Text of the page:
Posts Tagged ‘Richard Serra’

Blackpaint 655 – St. Anthony. St. Augustine and the Floating Furniture

October 12, 2019

More Lisbon – starting with the Museo de Art Antiga

Unmistakeably, Hieronymus Bosch, The Temptation of St. Anthony

 

Saint Augustine, Piero Della Francesca – I know, not obviously DF – until you notice the thousand mile gaze (below)

 

Californian, maybe?

These below are in Belem, the modern section of the Cultural Centre:

Michael Craig Martin, floating furniture – not the title, but could be…

 

Richard Serra – I think the material is graphite on paper.

Frank Stella on the wall – Anthony Caro on the floor

 

This is from the castle that overlooks Lisbon –  it’s a section of wall, but could be a painting – or sculpture.

 

Gillian Ayres, of course – but I can’t remember where it is.  The Gulbenkian, I think.  It’s a lot like that one in the Tate Britain, the one that looks like the constituent parts of a fried breakfast; in a good way, that is…

 

Also the Gulbenkian – don’t know who the (Portuguese) artist is for certain; think it’s Amadeo de Souza-Cardoso –  but quite like early Malevich, I think.

 

Back to the Antiga – also called the Museum of Discovery, by the way, just to confuse matters even more…

 

Fantin-Latour of course – fabulous hydrangeas, lovely tablecloth..

 

Just to show that even great artists have lapses of taste from time to time, I include the following two Manets:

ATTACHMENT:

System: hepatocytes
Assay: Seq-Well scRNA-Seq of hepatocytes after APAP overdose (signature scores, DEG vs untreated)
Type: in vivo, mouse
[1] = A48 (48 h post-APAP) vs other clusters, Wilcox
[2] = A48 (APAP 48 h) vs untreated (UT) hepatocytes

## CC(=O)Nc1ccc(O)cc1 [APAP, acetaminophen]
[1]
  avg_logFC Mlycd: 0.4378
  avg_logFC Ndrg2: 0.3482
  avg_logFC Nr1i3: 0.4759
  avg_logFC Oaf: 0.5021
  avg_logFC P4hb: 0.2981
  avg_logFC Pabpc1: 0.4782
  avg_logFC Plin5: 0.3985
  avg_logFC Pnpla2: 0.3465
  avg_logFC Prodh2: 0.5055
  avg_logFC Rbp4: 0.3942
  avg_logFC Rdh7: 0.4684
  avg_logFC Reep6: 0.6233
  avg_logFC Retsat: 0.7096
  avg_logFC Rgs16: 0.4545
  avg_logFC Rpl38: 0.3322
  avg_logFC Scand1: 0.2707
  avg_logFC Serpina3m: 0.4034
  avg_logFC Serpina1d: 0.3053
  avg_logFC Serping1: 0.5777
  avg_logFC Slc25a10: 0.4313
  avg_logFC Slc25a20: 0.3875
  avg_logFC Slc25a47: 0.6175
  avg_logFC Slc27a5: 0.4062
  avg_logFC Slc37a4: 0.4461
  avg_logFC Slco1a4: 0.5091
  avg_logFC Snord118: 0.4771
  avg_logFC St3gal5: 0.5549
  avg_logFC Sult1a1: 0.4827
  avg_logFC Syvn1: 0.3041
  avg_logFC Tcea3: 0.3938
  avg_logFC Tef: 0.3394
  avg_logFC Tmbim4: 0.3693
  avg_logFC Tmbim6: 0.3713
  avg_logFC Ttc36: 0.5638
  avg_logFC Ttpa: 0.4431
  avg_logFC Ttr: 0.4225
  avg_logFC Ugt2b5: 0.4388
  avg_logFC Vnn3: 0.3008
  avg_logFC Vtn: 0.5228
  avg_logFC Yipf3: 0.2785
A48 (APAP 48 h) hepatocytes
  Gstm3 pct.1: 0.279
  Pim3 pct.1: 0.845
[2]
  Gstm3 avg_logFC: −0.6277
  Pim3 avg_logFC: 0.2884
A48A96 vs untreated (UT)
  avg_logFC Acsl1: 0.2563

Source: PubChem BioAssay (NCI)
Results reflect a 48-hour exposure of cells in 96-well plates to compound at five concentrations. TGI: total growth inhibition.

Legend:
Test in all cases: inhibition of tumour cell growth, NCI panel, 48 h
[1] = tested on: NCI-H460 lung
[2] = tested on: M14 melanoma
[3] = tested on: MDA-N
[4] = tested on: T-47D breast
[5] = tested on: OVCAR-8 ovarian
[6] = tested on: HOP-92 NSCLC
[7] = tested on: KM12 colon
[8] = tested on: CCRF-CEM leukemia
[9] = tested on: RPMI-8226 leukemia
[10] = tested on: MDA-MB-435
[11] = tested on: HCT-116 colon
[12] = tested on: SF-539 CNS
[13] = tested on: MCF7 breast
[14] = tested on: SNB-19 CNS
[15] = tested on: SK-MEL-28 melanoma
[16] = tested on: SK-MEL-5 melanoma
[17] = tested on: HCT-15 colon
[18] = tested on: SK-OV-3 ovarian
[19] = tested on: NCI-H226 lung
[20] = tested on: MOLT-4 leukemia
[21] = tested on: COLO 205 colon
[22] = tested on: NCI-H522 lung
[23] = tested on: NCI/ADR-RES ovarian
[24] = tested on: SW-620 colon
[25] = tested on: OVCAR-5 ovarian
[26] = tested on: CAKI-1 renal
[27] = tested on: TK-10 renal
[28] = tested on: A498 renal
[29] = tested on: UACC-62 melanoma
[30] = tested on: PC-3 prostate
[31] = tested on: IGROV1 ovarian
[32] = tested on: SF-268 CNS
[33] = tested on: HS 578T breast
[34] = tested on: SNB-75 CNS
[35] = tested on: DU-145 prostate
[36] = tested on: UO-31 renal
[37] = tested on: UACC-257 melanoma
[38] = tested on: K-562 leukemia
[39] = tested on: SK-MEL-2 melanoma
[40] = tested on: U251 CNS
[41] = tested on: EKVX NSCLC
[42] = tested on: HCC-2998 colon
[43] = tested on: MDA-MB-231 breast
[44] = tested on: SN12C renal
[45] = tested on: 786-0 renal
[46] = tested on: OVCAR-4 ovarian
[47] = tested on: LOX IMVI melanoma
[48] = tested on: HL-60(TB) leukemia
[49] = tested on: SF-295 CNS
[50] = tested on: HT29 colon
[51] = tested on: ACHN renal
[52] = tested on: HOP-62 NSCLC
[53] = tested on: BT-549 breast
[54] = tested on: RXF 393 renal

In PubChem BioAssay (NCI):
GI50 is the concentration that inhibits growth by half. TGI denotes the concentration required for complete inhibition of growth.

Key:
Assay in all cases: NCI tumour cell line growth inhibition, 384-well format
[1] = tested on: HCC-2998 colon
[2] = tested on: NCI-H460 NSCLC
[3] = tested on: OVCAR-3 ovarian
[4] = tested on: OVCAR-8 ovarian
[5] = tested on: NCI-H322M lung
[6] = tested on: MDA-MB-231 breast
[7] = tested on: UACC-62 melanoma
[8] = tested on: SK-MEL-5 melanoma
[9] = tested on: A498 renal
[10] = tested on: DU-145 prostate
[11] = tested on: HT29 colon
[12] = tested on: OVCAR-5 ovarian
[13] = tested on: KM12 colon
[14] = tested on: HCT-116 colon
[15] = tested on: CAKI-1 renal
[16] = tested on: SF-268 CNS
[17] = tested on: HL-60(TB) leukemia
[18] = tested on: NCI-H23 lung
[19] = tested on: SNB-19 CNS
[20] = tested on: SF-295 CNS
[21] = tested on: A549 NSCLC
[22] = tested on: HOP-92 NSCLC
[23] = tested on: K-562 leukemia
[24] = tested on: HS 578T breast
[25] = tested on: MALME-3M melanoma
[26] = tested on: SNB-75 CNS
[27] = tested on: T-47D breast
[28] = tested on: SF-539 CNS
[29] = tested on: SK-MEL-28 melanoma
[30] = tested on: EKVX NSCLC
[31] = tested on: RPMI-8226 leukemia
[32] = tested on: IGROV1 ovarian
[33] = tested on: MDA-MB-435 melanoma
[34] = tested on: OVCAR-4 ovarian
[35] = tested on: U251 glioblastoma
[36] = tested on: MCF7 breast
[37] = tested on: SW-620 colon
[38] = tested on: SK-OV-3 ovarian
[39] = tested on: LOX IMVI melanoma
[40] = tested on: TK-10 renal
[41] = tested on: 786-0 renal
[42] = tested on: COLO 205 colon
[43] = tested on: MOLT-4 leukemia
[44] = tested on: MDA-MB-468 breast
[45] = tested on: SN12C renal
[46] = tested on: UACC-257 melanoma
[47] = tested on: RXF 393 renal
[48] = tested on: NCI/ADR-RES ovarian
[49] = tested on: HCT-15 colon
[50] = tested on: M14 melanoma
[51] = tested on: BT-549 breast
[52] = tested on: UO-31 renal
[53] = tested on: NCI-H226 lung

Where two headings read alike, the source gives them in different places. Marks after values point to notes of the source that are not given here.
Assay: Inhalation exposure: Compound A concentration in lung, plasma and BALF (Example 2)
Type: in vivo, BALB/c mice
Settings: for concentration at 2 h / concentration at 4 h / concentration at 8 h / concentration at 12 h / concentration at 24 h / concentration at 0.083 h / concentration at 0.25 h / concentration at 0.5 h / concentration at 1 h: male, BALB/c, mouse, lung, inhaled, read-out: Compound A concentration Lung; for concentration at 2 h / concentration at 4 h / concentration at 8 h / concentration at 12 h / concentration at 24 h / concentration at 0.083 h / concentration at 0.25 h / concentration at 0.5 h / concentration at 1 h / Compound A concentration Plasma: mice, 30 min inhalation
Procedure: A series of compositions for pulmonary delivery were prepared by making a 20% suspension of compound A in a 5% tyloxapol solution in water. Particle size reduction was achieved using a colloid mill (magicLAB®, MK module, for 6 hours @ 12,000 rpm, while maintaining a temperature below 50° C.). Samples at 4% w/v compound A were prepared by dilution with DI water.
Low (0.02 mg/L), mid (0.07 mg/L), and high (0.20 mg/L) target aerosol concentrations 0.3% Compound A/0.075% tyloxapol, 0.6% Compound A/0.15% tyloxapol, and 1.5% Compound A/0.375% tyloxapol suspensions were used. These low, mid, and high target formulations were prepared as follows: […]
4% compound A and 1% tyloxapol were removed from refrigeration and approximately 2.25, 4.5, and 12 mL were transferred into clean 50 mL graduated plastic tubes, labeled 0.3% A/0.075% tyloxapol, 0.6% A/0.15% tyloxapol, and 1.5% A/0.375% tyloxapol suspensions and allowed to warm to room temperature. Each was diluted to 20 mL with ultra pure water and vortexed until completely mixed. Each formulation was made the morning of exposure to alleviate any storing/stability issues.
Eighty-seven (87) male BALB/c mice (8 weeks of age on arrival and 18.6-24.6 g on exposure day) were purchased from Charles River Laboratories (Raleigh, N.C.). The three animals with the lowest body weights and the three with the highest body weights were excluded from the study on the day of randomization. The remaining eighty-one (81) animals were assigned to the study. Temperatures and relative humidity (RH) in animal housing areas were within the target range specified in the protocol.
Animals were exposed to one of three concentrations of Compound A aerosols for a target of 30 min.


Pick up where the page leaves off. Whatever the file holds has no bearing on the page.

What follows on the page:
Hmm…

 

No comment.

These next are from the Gulbenkian Museum – the first two from the modern section, the last from the Folk section:

Paula Rego – I really like her abstracts as a rule; this one a little like a Miro rendered by a young Patrick Heron?

 

Bill Woodrow – going for a stroll

 

This is from the folk art section of the Gulbenkian; it’s by Sarah Affonso, an example of the art of the Minho region.  I sort of get the impression she was on the professional end of the folk art spectrum – looks like a pretty competent piece to me.  Shades of Goncharova, I think, and Paula Rego even?

Julieta, dir Pedro Almodovar, 

This  film about guilt, unexplained disappearances and, (as often with Almodovar), incapacitated and/or comatose characters, popped up on British TV the other night.  I remember I found it reminiscent of Bunuel when I first saw it – this time, I was surprised by the ending, which I thought was different from the first time.   Then I realised I was “remembering” the ending as Bunuel would have done it, NOT Almodovar.  Almo’s ended on a note of hope and reconciliation; Bunuel’s would have ended with a further unexplained and infuriating disappearance.

Great Klimt -ish dressing gown though.

 

In a Marine Light

Blackpaint

12.10.19

 

Blackpaint 423 – Spencer and Durer, Honey and Fire

November 28, 2013

Durer at the Courtauld

Drawings, woodcuts and etchings showing influence of Italy on Durer; includes great drawings by Mantegna as well.  Durer’s broken outlines, dense and varied hatching on display; great piglets (actually look more like wild boars) in Prodigal Son.  A young woman in a Mantegna drawing looks just as if she’s on her mobile.